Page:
In a world where the popularity of digital technology is ever on the rise, we believe it’s really important for Sanctuary Care residents to feel included in the digital revolution.
Digital exclusion in the elderly can arguably lead to feelings of isolation; a study published by Digital Unite in July 2014 showed that 86% of internet users over the age of 55 say that having access to computers and the web has improved their life.
We encourage the use of technology in all of our care homes, with most Sanctuary Care homes now having access to wi-fi, at least one computer for residents, laptops, iPads and more.
Meet Harry Dye, 90, a resident from our Hatfield Residential and Nursing Home who is more than confident with using modern technology and believes it has enhanced his life at the care home.
“I have a laptop and an iPad and I love using them both,” Harry says. “The team at Hatfield have helped me get set up on them and shown me what to do - I can use them for all sorts.”
Every morning after breakfast Harry checks his Gmail account for e-mails from loved ones, either using his laptop or the care home’s PC. He’ll then have a read of his favourite online newspaper Mail Online – “it’s good, you can read news as it happens now” - before checking his Facebook page, where he is proud to have over 100 Facebook friends.
“I like Facebook,” Harry explains. “It’s very useful. I can see what all of my family and friends are getting up to, especially the young ones. You can see photos and all sorts. I’ve got a photo of me during the war on my profile so it’s a nice way to share my history with others.”
Every week Harry enjoys a Skype session, or occasionally FaceTime using his iPad, with his grandson James, who is serving with the British Army in Afghanistan, and his daughter Janet who lives in New Zealand.
As well as using technology to help him communicate, Harry loves watching films on his iPad, explaining: “it’s so easy to use – and any film you want, you can get it on the iPad.”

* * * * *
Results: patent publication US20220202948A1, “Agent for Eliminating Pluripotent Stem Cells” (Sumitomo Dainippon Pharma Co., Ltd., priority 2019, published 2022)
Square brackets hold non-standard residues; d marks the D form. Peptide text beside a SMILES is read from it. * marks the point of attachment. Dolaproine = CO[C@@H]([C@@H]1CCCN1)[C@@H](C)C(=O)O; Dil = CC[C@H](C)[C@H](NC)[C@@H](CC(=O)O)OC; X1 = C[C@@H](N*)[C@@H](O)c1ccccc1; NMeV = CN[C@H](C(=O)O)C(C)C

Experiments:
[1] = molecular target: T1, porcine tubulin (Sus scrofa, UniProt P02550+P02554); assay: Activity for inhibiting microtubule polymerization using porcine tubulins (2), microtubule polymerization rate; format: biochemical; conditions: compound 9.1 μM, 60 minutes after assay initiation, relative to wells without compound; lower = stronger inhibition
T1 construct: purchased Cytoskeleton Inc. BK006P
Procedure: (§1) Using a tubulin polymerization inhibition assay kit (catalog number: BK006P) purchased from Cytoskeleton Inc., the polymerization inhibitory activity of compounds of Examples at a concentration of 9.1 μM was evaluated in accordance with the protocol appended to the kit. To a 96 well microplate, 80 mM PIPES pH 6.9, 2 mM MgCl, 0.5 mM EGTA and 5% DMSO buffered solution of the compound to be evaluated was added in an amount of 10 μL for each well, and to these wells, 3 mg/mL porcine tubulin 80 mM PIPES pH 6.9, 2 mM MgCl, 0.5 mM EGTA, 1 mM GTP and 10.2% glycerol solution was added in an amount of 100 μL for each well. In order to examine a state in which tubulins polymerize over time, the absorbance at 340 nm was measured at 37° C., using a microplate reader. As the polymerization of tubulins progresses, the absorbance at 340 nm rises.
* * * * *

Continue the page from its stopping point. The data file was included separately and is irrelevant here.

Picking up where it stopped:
Harry also watches videos on YouTube, creates digital photo albums and uses Google Earth and Google Maps to travel the world virtually. Harry especially likes looking at Kaipara in New Zealand, where his daughter lives, and Mill Hill in North London, where he lived before moving to Hatfield.
His favourite past-time, though, is re-visiting the taxi routes he used to take when he was a London cabbie up until retirement. “It’s interesting seeing how much has changed since then,” Harry says.
“Having a laptop and iPad really makes life a lot better and a lot easier,” Harry explains. “It keeps me out of trouble, for one! But it also helps me keep up to date with what’s going on in the world and stay in touch with my friends and family. I feel very lucky to be able to do that. Resident Harry Dye, 90, with his laptop.
“My family are very impressed that I can contact them all the way across the world with no assistance. They’re proud of me.”
David Callan, activities leader at the care home, is one of several members of staff who has helped Harry get to grips with technology and says it’s great watching residents thrive in the digital age.
“Giving our residents access to technology is really important to us at Hatfield,” he says. “It promotes independence and gives them confidence. Many approach technology with trepidation but often once our residents find out they can use the computer to look at something from their life history, they often become more engaged. They love looking at places they used to live or visit on Google Earth or reading old news stories from days gone by.
“Times are changing and we feel that rather than residents being intimidated by something new, with the right guidance they can learn to love it – just look at Harry and his love of all things tech-related.”